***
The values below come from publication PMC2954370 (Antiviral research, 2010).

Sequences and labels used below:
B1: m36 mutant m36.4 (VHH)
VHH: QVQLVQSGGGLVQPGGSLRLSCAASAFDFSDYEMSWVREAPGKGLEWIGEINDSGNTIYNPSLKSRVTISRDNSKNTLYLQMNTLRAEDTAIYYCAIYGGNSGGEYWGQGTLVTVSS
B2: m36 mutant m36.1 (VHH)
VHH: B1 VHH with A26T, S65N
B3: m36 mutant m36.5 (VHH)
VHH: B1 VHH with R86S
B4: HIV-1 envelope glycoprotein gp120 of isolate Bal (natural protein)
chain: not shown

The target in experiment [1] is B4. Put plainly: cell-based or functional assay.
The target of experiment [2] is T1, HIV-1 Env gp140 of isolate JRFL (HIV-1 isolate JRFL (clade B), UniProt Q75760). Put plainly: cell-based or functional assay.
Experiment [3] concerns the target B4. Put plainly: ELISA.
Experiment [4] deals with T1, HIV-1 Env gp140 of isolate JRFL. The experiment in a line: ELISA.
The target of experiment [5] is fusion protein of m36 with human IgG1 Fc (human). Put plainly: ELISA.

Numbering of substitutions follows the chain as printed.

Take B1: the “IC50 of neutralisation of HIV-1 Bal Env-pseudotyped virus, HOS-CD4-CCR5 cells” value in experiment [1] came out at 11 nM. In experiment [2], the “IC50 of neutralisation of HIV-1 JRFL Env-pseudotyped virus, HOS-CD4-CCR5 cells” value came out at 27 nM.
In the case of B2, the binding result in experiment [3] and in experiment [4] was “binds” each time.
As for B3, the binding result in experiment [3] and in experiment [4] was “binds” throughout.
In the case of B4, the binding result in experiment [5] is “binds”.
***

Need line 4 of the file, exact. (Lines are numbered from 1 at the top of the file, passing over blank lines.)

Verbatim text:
VHH: QVQLVQSGGGLVQPGGSLRLSCAASAFDFSDYEMSWVREAPGKGLEWIGEINDSGNTIYNPSLKSRVTISRDNSKNTLYLQMNTLRAEDTAIYYCAIYGGNSGGEYWGQGTLVTVSS